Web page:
Then they came for the Trade Unionists, and I did not speak out—Because I was not a Trade Unionist.
Then they came for the Jews, and I did not speak out—Because I was not a Jew.
Then they came for me—and there was no one left to speak for me.”

Doing the right thing, saying the right thing isn’t always comfortable and safe, is it? It’s a lot easier, safer to ignore and keep on walking. Perhaps circle on back when the coast is clear and murmur encouragement or condolence when no one is looking.

Saying and doing the right thing is especially tough when it involves a friend, someone you admire and like. It because a lot easier to just walk away, to remain silent. I think in these cases, Silence Isn’t Necessarily Golden. Something to think about . . .

Live Your Life, and Make A Difference!

To My Readers:

My fifth work of thriller/suspense fiction Caught in a Web will be published by Black Rose Writing in April of 2018. It is currently in the very skilled hands of an editor I especially admire. When she finishes, I fix what’s needed to fix and then I send it to Black Rose and their editors will no doubt find more for me to fix. The real work of any writing takes place in the edits, something I both dread and get excited about. Yeah, I’m smiling as I write this. As always, I will keep you posted on the progress.

Please feel free to connect with me at:

Twitter at @jrlewisauthor

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If you like Thriller/Suspense fiction, check out my novels:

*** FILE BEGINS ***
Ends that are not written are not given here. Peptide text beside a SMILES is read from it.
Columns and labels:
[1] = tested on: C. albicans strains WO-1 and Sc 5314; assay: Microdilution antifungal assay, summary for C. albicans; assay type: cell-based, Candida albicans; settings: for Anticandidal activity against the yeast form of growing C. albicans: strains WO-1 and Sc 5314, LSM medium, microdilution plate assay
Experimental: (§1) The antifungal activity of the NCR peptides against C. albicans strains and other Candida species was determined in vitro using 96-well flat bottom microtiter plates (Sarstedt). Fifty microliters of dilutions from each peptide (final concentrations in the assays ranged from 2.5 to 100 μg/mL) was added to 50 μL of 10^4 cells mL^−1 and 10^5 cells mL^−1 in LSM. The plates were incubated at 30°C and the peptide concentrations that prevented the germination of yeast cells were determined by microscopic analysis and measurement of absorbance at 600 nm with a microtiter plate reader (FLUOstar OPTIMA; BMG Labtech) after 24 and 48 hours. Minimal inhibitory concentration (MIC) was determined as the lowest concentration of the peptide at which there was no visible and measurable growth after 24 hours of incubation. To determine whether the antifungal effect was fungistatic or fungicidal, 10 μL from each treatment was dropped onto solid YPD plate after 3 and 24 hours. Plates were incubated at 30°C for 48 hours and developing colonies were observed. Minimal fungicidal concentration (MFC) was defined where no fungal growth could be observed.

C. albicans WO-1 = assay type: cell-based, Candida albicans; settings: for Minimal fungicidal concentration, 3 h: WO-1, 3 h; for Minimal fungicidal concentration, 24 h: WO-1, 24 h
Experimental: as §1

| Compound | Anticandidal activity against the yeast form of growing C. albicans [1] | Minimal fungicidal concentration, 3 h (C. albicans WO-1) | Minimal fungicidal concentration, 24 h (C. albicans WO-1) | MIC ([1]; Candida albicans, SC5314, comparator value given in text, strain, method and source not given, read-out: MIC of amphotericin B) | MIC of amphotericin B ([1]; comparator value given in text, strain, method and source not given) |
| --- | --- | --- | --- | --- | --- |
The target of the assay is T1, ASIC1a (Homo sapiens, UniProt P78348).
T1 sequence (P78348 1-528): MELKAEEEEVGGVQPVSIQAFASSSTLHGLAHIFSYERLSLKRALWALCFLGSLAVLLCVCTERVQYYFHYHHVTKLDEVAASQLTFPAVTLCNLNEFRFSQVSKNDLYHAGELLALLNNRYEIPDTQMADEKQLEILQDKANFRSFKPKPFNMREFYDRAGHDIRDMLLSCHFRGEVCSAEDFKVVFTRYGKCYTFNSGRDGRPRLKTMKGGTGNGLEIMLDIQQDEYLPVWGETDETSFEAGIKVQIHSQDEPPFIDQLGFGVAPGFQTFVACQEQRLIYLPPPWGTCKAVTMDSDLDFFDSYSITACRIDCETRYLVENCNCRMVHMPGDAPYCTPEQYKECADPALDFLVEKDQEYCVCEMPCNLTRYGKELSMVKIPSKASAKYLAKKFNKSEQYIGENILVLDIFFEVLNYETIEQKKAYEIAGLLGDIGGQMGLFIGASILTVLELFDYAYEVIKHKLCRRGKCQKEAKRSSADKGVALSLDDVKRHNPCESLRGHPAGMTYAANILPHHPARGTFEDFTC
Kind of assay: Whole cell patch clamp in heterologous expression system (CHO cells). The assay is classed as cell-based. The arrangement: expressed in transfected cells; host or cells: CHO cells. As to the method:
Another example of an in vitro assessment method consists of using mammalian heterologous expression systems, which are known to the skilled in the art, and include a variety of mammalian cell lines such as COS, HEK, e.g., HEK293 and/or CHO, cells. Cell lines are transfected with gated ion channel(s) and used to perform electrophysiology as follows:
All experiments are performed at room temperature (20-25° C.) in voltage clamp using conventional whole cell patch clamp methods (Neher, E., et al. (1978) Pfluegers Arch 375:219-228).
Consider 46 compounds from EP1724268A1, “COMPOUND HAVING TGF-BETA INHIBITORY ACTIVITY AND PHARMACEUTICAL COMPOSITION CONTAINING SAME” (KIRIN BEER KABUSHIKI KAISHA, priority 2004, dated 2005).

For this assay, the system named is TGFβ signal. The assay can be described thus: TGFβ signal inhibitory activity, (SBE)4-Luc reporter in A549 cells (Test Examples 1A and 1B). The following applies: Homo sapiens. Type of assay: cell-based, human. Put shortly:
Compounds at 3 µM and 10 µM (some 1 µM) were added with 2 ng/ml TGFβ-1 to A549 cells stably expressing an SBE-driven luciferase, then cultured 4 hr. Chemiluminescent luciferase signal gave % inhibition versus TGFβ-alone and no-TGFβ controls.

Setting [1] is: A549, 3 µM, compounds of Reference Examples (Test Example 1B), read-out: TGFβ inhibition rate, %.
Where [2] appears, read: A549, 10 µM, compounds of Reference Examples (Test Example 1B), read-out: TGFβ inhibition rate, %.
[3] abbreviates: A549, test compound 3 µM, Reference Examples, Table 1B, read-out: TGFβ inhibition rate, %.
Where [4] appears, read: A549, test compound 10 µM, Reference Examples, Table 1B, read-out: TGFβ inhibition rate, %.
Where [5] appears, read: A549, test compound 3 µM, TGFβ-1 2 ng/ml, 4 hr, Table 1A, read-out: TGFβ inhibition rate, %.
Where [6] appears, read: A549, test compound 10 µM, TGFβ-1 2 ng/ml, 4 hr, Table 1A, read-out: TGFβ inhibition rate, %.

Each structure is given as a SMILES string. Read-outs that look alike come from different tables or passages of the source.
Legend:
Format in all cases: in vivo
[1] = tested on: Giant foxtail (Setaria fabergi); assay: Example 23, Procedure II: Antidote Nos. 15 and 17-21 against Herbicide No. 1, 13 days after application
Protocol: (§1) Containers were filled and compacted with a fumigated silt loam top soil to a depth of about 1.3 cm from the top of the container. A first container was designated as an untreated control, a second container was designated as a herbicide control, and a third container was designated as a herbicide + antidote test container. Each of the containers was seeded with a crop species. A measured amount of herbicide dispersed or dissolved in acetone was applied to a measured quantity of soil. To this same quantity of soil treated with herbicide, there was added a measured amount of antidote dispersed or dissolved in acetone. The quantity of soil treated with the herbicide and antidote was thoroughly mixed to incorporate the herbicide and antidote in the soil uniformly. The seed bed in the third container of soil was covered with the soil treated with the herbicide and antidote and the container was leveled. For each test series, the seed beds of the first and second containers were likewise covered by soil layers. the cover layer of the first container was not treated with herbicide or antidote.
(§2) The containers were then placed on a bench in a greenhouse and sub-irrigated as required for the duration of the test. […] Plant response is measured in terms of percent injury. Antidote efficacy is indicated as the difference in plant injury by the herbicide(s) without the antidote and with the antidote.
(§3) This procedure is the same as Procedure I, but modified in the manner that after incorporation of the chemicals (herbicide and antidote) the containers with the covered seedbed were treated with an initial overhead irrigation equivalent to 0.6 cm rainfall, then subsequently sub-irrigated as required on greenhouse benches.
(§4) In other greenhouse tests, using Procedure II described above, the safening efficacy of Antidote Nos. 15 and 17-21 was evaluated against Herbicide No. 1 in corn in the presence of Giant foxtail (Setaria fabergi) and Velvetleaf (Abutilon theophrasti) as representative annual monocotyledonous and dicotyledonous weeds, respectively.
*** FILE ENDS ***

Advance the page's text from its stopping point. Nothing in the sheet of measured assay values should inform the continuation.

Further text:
Available on Amazon for .99 the Lives Trilogy Prequel, Taking Lives:
FBI Agent Pete Kelliher and his partner search for the clues behind the bodies of six boys left in various and remote parts of the country. Even though they don’t know one another, the lives of FBI Agent Kelliher and two boys become interwoven with the same thread that Pete Kelliher holds in his hand. The three of them are on a collision course and when that happens, their lives are in jeopardy as each search for a way out.              

Stolen Lives, Book One of the Lives Trilogy:
Two thirteen-year-old boys are abducted off a safe suburban street. Kelliher and his team of FBI agents have 24 hours to find them or they’ll end up like all the others- dead! They have no leads, no clues, and nothing to go on. And the possibility exists that one of his team members might be involved.            

Shattered Lives, Book Two of the Lives Trilogy:
Six desperate and violent men escape. One of them stands in a kitchen facing a 14 year-old-boy with a gun. There are many reasons for the boy to pull the trigger. Mainly, the man had started it all.             

Splintered Lives, Book Three of the Lives Trilogy:
A 14 year-old-boy is willing to make the ultimate sacrifice. High up on an Arizona mesa, he faces three desperate and dangerous men in hopes of saving his father and his brothers.

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Thank you for your comment. I welcome your thought. Joe